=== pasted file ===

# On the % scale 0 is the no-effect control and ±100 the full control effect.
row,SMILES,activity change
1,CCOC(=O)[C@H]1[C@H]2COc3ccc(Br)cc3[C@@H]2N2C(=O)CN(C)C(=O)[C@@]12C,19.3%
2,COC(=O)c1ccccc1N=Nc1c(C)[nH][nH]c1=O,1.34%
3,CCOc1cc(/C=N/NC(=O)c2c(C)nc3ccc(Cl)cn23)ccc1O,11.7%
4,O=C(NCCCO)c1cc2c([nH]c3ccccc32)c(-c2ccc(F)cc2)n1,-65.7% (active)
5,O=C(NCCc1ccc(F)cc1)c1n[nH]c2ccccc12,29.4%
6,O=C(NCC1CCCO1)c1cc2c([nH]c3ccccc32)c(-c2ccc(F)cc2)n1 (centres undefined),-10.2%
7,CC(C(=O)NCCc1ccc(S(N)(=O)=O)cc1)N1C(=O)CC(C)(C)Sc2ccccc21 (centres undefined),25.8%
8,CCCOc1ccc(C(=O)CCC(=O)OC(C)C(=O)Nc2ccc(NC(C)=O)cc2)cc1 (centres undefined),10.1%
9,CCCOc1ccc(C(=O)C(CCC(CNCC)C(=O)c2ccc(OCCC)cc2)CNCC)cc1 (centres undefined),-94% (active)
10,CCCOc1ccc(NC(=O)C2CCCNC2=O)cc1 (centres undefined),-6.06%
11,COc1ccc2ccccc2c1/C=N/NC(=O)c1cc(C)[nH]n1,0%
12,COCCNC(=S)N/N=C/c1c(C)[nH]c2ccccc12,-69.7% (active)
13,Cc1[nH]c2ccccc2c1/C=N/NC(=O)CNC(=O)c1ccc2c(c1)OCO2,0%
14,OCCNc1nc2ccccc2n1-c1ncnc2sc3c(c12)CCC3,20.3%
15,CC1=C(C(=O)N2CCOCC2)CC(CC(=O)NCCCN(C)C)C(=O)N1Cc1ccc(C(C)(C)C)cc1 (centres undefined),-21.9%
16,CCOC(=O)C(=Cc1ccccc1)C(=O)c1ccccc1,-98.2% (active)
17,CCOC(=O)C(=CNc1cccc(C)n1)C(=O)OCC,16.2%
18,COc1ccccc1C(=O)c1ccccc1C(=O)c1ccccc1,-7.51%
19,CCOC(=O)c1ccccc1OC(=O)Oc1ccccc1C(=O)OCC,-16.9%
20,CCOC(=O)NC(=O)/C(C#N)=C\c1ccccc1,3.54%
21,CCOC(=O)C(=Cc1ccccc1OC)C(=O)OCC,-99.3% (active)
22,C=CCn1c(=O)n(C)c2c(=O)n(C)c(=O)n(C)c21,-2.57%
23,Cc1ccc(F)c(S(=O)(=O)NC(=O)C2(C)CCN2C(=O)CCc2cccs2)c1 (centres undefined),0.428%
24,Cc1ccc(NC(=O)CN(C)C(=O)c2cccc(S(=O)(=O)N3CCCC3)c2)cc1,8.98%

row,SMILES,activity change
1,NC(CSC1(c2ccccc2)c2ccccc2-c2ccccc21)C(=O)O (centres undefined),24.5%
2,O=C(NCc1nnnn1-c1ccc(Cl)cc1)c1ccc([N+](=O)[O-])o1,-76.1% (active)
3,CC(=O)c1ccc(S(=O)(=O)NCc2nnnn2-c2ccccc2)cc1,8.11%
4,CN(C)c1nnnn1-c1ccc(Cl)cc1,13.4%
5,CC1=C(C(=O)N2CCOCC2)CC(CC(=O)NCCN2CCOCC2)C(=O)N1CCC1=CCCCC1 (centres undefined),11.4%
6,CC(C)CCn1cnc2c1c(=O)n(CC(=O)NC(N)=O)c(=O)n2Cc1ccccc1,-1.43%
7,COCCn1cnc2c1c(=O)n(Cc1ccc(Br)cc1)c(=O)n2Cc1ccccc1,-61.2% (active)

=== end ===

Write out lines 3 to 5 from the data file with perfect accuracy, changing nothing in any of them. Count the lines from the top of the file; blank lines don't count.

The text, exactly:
1,CCOC(=O)[C@H]1[C@H]2COc3ccc(Br)cc3[C@@H]2N2C(=O)CN(C)C(=O)[C@@]12C,19.3%
2,COC(=O)c1ccccc1N=Nc1c(C)[nH][nH]c1=O,1.34%
3,CCOc1cc(/C=N/NC(=O)c2c(C)nc3ccc(Cl)cn23)ccc1O,11.7%